Prehistoric and Roman Monuments in England and Wales - Jacquetta Hawkes 1954; Chatto and Windus publ.
"The traveller who wishes to approach Stonehenge most fittingly should keep along this road, crossing the little river Till at Winterbourne Stoke. As he reaches the quiet crossroads on the summit, he will be on the edge of one of the greatest, and certainly the richest, congregation of burial mounds in all Britain. Here was a kind of vast scattered cemetery on ground hallowed by its proximity to the renowned sanctuary. Barrows cluster round Stonehenge on all sides - three hundred of them - but here to the west is the greatest concentration and the area most sequestered from the blighting military activities of Amesbury. Close within the north-eastern angle of the crossroads is a well preserved longbarrow and its spine acts as a pointer to a line of round barrows starting just beyond the small wood. These in their range of forms make a typologist's heaven. First there are two striking bell barrows and on their left two disks - one of normal type, the other with twin tumps. Just beyond them is perhaps the best known example of that rare variety - the pond barrow - which consists of a circular depression with a low bank on the lip. Back on the line of bells are four bowl barrows, and there are many more of this type beside the left-hand road as it leads very happily northwards to nowhere.
This completes the enumeration of this famous group, and I will not attempt another. When the ritual and whatever its accompaniment may have been of masks, effigies and offerings have vanished so long ago, when there is no stir left of emotion and the ghosts which emotion keeps alive, when the very people responsible for raising these mounds have been overwhelmed, absorbed and forgotten, then their detailed study can become lifeless enough.
Better perhaps to look at them with knowledge but with the knowledge unexpressed, these round barrows that are like the floating bubbles of events drowned in time."
The following is taken from H.J.Massingham - English Downland, first published in 1936 by Batsford. and is dedicated to;' members of our Avebury party'...
"So with Stonehenge. The hoary grey pile exercises a magnetic pull over all the roads of the south, the south east and the west. It holds the reins of all the roads in its fist, from the Isle of Wight to the scalloped escarpment of the Marlborough Downs between the headlands of Tan Hill and Martinsell, and from Bearminster to Beachy Head. So deeply buried in the unrecorded past are these twin realms (Avebury) of ancient Wiltshire that they have left us a mighty graveyard only, and nothing more, not even an inscription upon the tombs. Yet the chalk country belongs to them still, and of this mystery all who travel it are conscious. Their tombs themselves are little rounded headlands and promonotories, their roads and banks the very gestures of the downland manner, the peace in which the barrow-builders dwelt together caught a breath of that lofty repose that clothes the downs themselves. The downs were the high places of their cult of life and death. But we, step upon their springing turf as aliens, or at least with the dim awareness of having strayed and of seeking once more the ancient mother of our race.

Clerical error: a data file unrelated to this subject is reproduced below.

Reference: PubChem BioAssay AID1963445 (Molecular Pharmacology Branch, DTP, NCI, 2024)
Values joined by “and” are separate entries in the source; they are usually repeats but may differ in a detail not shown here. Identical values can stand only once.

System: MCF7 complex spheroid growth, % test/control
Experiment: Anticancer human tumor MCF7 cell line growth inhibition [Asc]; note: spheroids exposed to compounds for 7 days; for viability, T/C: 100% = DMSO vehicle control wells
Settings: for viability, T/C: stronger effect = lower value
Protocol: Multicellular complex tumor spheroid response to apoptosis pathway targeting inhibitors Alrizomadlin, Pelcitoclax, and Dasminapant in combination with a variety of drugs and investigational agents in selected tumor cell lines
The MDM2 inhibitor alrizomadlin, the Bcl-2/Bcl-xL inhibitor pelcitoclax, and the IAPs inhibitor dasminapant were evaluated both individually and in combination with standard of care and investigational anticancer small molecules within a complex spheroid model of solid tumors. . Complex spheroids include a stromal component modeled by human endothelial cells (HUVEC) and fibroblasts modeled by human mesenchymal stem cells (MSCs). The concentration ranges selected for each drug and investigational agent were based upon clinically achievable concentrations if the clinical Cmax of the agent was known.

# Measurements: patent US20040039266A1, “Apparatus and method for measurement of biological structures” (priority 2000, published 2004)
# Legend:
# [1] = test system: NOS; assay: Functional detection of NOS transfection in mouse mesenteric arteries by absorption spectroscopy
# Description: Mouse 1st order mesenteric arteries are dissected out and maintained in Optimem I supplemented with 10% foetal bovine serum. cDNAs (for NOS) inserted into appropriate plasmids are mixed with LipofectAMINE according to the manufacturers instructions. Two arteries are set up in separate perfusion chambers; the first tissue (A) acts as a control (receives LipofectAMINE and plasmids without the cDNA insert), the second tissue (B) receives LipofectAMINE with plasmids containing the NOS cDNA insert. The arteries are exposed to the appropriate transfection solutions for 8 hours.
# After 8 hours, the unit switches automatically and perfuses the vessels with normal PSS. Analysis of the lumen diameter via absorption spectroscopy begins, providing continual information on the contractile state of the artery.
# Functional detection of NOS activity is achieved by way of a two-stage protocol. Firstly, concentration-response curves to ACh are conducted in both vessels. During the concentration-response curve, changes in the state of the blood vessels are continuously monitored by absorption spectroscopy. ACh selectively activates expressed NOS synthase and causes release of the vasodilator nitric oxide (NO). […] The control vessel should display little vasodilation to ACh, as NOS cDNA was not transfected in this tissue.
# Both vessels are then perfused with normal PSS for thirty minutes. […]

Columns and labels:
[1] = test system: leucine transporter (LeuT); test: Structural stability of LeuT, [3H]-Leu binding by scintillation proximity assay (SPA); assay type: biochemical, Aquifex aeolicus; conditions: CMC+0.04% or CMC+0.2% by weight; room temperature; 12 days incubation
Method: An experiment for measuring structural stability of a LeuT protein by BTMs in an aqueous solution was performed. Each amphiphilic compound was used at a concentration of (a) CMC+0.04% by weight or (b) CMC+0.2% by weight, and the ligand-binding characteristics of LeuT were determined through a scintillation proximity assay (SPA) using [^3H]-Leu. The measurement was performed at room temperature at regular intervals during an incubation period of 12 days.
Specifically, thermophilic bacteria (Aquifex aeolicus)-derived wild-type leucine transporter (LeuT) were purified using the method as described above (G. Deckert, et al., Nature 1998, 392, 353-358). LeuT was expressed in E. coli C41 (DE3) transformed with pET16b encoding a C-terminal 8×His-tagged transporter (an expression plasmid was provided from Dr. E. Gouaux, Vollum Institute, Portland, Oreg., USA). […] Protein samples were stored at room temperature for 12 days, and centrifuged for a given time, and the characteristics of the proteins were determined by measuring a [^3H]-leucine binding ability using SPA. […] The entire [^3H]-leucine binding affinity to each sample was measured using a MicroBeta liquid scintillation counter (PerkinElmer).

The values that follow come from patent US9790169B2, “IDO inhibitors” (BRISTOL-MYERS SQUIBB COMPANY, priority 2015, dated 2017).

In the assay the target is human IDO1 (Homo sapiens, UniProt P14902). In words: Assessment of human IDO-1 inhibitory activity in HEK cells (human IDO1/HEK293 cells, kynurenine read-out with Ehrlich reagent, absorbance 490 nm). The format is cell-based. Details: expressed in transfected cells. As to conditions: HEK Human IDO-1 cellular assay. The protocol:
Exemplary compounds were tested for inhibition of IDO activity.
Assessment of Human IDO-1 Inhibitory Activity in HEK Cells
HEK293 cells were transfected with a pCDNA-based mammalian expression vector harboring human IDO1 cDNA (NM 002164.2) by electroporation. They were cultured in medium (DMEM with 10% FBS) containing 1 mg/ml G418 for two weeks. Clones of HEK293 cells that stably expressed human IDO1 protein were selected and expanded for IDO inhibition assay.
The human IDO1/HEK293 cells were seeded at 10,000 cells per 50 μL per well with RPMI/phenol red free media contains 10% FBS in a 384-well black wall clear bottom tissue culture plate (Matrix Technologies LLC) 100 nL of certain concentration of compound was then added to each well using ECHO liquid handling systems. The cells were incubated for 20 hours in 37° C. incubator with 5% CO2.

I am myself convinced that the consecrated places of Avebury and Stonehenge are the fruits of two separate waves of colonial adventure. Stonehenge with its highly formalised cult and its horseshoe of great Trilithons so exactly resembling the Lion-Gate of the pre-hellenic Peloponnese, bears the mark of a more direct influence from Cretan Mycenae. The tympanum of the Lion Gate reveals the older and simpler religion of the Goddess of Earth overlaid with the state and political (as opposed to elemental) creed of the sun, which was mainly kingship. Stonehenge is not merely the most finished stone circle in Europe; it is a monarch of stone circles with a court, a church with a churchyard inseperable from it.. This court, this churchyard consists of the multitude of barrows mostly round, which are set along the slight ridges in various groups, often in definite alignment, within an area of 12 miles of the temple. There are longbarrows and bowl barrows, bell barrows, saucer barrows and disc barrows to the number of more than 300..........
The Temple of the Plain was something of an observatory as well as a house of deified presences; it had its Cursus for the sacred spectacles and ball games between the sky and the underworld, whilst its circle of bluestones, geoligically distinct from the sarsens of the Trilithons, were carried all the way from the Prescelly Mountains in Pembrokeshire. These and other evidence all point to the highly organised cult of the sun being more prominent at Stonehenge than at Avebury.....
English Hours by Henry James 1962; Pub; Heinmann